The Rachel Papers is Martin Amis' first novel, and to my mind it is his best. The story of Charles Highway, approaching his twentieth birthday and determined to sleep with an older woman (if only by a few months) before that day arrives, it is a novel with personal resonance for me, and, I suspect for Amis.
Having read the book at the same age as its protagonist, nineteen, I found the way in which Amis gets inside the mindset of that age unnervingly brilliant. In the repulsive yet compelling (and in this way prototypically Amisian) character of Charles Highway he not only deconstructs the adolescent psyche from the inside out, but forces readers of Highway's age to do the same to themselves. As such I consider it required reading for male teenagers.
However, it is highly recommendable to readers of any age or sex. Highway is surely one of the greatest characters ever created; the novel's brilliance is derived from this, and no further embellishments are necessary. This is character vile enough to reuse a condom, yet meticulous enough to keep individual notebooks about each member of his family. One highlight is his Anxiety Top Ten. Without giving away Highway's biggest problems I'll list the bottom end: "(7) Being Friendless (8) Insanity (9) Rotting Feet (10) Pimple in Left Nostril."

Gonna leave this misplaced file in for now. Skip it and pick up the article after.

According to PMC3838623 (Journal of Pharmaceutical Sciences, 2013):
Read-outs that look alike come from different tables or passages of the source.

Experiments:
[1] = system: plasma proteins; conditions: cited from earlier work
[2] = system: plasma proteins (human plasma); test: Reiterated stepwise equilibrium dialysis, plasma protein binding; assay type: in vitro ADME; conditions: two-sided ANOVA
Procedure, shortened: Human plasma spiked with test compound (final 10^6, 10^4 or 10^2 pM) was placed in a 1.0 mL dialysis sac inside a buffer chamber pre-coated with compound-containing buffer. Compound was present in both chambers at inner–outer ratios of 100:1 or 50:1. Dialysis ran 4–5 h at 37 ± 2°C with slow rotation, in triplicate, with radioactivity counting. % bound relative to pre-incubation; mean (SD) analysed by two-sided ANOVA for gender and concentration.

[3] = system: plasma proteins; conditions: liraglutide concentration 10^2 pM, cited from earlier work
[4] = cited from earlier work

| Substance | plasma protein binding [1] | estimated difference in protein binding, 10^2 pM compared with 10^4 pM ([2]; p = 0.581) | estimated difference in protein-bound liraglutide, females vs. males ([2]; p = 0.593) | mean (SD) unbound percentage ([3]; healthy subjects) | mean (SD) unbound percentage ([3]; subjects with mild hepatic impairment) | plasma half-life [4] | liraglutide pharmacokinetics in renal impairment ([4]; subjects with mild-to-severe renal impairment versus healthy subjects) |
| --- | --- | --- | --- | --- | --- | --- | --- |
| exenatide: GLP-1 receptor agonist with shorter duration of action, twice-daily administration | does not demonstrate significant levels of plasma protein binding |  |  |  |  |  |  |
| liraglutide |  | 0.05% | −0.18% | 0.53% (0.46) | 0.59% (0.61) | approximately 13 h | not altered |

Highway's arrogant precociousness, shameless egotism and almost unbelievable repellence make for a unique narrative voice (the book is in the first person), which is simultaneously hilarious, foul and cringe inducing. The very essence of adolescence then.
It is noticeable that The Rachel Papers is the work of a young writer, but it is clearly the work of a great one and typically the work of Martin Amis. His way with words is less dynamic than usual, but more enthusiastic, and perfectly suited to his narrator. It would be possible to criticise some of the other characters, particularly Highway's seducee, Rachel, as being somewhat undeveloped, but they are all drawn without a line out of place, and if they seem flat, or neglected by the author, this can be attributed to Highway's self-centredness.
This is a flawlessly written novel in that the narrative voice never misses a step, and nothing ever falls out of place. The emotional core of the story is hidden beneath a perfectly measured layer of lightness. There is always some noticeable weight, but it is largely hidden beneath Highway's character and this makes him even more repugnant and entrancing, and makes The Rachel Papers an exceptional book.